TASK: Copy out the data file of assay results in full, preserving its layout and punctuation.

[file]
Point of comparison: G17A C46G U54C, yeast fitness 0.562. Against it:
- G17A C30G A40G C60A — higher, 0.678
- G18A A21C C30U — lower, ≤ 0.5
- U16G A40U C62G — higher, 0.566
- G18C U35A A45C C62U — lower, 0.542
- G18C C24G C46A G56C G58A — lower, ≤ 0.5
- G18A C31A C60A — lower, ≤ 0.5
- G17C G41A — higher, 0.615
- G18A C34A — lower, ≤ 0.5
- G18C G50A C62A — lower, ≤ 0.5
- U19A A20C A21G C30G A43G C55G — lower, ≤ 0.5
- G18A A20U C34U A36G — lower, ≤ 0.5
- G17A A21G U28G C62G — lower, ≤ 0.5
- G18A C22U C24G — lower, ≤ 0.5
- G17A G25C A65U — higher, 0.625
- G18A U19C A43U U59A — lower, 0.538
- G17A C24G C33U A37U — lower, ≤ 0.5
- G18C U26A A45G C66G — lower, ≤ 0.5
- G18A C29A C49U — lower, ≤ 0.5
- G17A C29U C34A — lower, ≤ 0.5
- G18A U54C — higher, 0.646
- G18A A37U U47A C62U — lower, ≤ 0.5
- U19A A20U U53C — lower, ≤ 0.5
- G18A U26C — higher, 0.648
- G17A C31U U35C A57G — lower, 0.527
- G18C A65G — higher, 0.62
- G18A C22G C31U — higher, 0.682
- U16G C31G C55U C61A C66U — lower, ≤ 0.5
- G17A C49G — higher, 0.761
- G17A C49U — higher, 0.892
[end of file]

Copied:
Point of comparison: G17A C46G U54C, yeast fitness 0.562. Against it:
- G17A C30G A40G C60A — higher, 0.678
- G18A A21C C30U — lower, ≤ 0.5
- U16G A40U C62G — higher, 0.566
- G18C U35A A45C C62U — lower, 0.542
- G18C C24G C46A G56C G58A — lower, ≤ 0.5
- G18A C31A C60A — lower, ≤ 0.5
- G17C G41A — higher, 0.615
- G18A C34A — lower, ≤ 0.5
- G18C G50A C62A — lower, ≤ 0.5
- U19A A20C A21G C30G A43G C55G — lower, ≤ 0.5
- G18A A20U C34U A36G — lower, ≤ 0.5
- G17A A21G U28G C62G — lower, ≤ 0.5
- G18A C22U C24G — lower, ≤ 0.5
- G17A G25C A65U — higher, 0.625
- G18A U19C A43U U59A — lower, 0.538
- G17A C24G C33U A37U — lower, ≤ 0.5
- G18C U26A A45G C66G — lower, ≤ 0.5
- G18A C29A C49U — lower, ≤ 0.5
- G17A C29U C34A — lower, ≤ 0.5
- G18A U54C — higher, 0.646
- G18A A37U U47A C62U — lower, ≤ 0.5
- U19A A20U U53C — lower, ≤ 0.5
- G18A U26C — higher, 0.648
- G17A C31U U35C A57G — lower, 0.527
- G18C A65G — higher, 0.62
- G18A C22G C31U — higher, 0.682
- U16G C31G C55U C61A C66U — lower, ≤ 0.5
- G17A C49G — higher, 0.761
- G17A C49U — higher, 0.892